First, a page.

§ Whereupon Mr. SPEAKER, pursuant to the Order of the House of 3rd February, proposed the Question, "That this House do now adjourn."
§ 7.0 P.M.
§ Mr. YEO
Some two days ago I drew the attention of the House to the question of the raising of rents. At the request of the Minister of Munitions we put off the discussion until this evening. I desire to express my regret at the cause of the right hon. Gentleman's absence to-night, and I am sure we all hope that he will soon be restored to health and strength. I know there are in every part of this country good and bad landlords. Whilst I say that, I should welcome with joy the privilege of signing an order to-night to commit one or two of those that I know to the Tower of London. I warn the landlords in this House that their action in raising rents at a time when this country is engaged in a life and death struggle, when the noblest and best of her sons are giving their life's blood to defend hearth and home from German horrors, to defend their wives and children, and also the wives and children of the landlords, is wrong. Many of the landlords, in order to show their appreciation of the excellent work that the soldiers are doing in the trenches, have sent notices saying, in effect, "We are proud of you. You are fighting to keep us from the German invasion. To show our appreciation of what you are doing at the front, we have decided in your absence to raise your rent 1s. a week, or to turn your dependants into the street." I suggest to-night to the Government that not only should a strong word come from the Front Bench, but that a small measure should be brought in to make it less possible during the War that our gallant men and their wives and children should be worried and harassed by the landlord at this stage whilst the men are away from home. I also want to warn the House and the landlords that, in my opinion, this kind of thing is going to sow industrial discontent and unrest. It will not end whilst the War is on. I do not desire to defend those tenants who do not want to pay the rent for the houses in which they live. I am not here to champion their cause. But I am here to say that it is unpatriotic for the landlord to increase the rent of houses in order, as 1567 he says, to pay the Budget taxes. That is what he is doing. It would, I think, be a good thing if in this country we could start an anti-rent campaign, similar to the one they had in Ireland some years ago.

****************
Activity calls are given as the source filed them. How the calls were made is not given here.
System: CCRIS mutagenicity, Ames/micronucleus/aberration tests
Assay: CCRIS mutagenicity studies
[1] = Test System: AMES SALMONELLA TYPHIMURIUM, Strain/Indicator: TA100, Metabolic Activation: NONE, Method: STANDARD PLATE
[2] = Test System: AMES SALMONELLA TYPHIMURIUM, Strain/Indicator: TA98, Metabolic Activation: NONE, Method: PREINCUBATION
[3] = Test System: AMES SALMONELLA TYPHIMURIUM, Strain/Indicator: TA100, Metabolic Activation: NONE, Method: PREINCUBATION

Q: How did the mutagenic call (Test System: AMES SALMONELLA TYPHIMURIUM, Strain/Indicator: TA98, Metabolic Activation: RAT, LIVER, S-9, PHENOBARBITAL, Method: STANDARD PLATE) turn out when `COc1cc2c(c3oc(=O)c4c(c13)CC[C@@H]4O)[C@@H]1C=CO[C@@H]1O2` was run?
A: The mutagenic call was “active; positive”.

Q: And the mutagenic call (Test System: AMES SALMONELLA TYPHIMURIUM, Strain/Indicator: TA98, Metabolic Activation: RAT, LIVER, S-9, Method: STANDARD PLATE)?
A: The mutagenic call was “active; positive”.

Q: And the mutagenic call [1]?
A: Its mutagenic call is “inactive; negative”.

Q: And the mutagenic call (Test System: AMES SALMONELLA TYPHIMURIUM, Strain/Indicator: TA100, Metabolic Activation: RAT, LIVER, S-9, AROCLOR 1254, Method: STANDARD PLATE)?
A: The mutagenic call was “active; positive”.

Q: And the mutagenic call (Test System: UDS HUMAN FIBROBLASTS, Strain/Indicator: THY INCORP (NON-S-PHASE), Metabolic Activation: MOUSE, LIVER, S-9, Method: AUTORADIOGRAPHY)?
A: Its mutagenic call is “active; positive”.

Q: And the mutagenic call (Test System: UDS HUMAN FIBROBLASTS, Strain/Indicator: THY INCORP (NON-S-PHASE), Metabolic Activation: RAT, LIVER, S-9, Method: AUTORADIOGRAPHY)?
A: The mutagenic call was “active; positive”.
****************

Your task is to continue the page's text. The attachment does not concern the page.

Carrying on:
§ Mr. YEO
I know it would take some doing—a lot of doing in London. London is the most apathetic part of the kingdom when the Londoner has to consider his own interests. There are many things in which he is not interested, and this matter of rent appears to be one of those things, and one of which the Londoner has to be reminded. The men and women of this country are being urged to economise, to save. They are paying more for their tea and tobacco, and various kinds of things to help the Government, and the country, to carry the War to a successful conclusion. I have scores of letters in my hand showing how many landlords appreciate what Tommy and Jack are doing—whilst they are sticking their "bobs" on the rent. If this House does not consider it a duty to utter some protest I think the people themselves ought to take the matter into their own hands and show the landlords the way they should behave. Apart from that, look at the trouble already existing in the munitions areas—in Glasgow, Partick, Tooting—
§ Mr. YEO